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Macroeconomic and Sectoral Effects of Terms-of-Trade Shocks; The Experience of the Oil-Exporting Developing Countries

  • International Monetary Fund

This paper investigates the impact of long-run terms-of-trade shocks. Analytically, we show that, if capital goods are largely importable or the labor supply is sufficiently elastic, then natural-resource booms increase aggregate investment and worsen the current account, but Dutch ‘Disease’ effects are weak. We then examine 18 oil-exporting developing countries during 1965-89. Favorable terms-of-trade shocks increase investment and (especially government) consumption, but reduce medium-term savings; hence, the current account deteriorates. Nontradable output increases, in response to real appreciations, but Dutch Disease effects are strikingly absent. Investment, consumption, and nontradable output respond more to a terms-of-trade decline than to an increase.

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Paper provided by International Monetary Fund in its series IMF Working Papers with number 99/134.

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Length: 56
Date of creation: 01 Oct 1999
Date of revision:
Handle: RePEc:imf:imfwpa:99/134
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  1. Reinhart, Carmen & Ostry, Jonathan, 1991. "Private Saving and Terms of Trade Shocks," MPRA Paper 13716, University Library of Munich, Germany.
  2. Maurice Obstfeld, 1982. "Aggregate Spending and the Terms of Trade: Is There a Laursen-Metzler Effect?," The Quarterly Journal of Economics, Oxford University Press, vol. 97(2), pages 251-270.
  3. Reinhart, Carmen & Wickham, Peter, 1994. "Non-oil commodity prices: Cyclical weakness or secular decline?," MPRA Paper 13871, University Library of Munich, Germany.
  4. Jeffrey D. Sachs, 1981. "The Current Account and macroeconomic Adjustment in the 1970s," Brookings Papers on Economic Activity, Economic Studies Program, The Brookings Institution, vol. 12(1), pages 201-282.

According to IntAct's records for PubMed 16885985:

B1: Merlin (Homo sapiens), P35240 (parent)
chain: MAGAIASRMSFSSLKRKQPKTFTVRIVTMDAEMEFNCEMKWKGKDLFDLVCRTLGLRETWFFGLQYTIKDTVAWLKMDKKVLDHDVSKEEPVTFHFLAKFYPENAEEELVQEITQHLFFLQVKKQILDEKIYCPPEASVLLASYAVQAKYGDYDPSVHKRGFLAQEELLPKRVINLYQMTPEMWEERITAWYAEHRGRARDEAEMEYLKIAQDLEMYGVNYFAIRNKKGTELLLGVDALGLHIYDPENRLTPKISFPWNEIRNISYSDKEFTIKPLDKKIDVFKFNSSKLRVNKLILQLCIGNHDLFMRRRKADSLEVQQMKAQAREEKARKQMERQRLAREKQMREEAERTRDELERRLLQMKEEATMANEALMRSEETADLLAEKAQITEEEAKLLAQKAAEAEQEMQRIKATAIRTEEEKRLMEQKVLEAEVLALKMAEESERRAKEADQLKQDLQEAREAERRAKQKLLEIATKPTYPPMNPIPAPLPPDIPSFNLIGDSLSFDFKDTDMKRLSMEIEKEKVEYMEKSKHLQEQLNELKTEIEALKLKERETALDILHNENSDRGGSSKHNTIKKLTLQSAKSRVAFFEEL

5. Gavin, Michael, 1990. "Structural adjustment to a terms of trade disturbance : The role of relative prices," Journal of International Economics, Elsevier, vol. 28(3-4), pages 217-243, May.
  6. Neary, J Peter & van Wijnbergen, S, 1984. "Can an Oil Discovery Lead to a Recession? A Comment," Economic Journal, Royal Economic Society, vol. 94(374), pages 390-95, June.
  7. Svensson, Lars E O & Razin, Assaf, 1983. "The Terms of Trade and the Current Account: The Harberger-Laursen-Metzler Effect," Journal of Political Economy, University of Chicago Press, vol. 91(1), pages 97-125, February.
  8. T. W.Swan, 1960. "Economic Control In A Dependent Economy," The Economic Record, The Economic Society of Australia, vol. 36(73), pages 51-66, 03.
  9. Warner, Andrew M., 1994. "Mexico's investment collapse: debt or oil?," Journal of International Money and Finance, Elsevier, vol. 13(2), pages 239-256, April.
  10. Sebastian Edwards, 1988. "Temporary Terms of Trade Disturbances, The Real Exchange Rate and the Current Account," NBER Working Papers 2629, National Bureau of Economic Research, Inc.
  11. Morley, Samuel A, 1992. "On the Effect of Devaluation during Stabilization Programs in LDCs," The Review of Economics and Statistics, MIT Press, vol. 74(1), pages 21-27, February.
  12. Partha Sen & Stephen J. Turnovsky, 1988. "Deterioration of the Terms of Trade and Capital Accumulation: A Reexamination of the Laursen-Metzler Effect," NBER Working Papers 2616, National Bureau of Economic Research, Inc.
  13. Dornbusch, Rudiger, 1983. "Real Interest Rates, Home Goods, and Optimal External Borrowing," Journal of Political Economy, University of Chicago Press, vol. 91(1), pages 141-53, February.
  14. Peter Wickham & Carmen Reinhart, 1994. "Commodity Prices; Cyclical Weakness or Secular Decline?," IMF Working Papers 94/7, International Monetary Fund.
  15. Jonathan David Ostry & Carmen Reinhart, 1991. "Private Saving and Terms of Trade Shocks; Evidence From Developing Countries," IMF Working Papers 91/100, International Monetary Fund.
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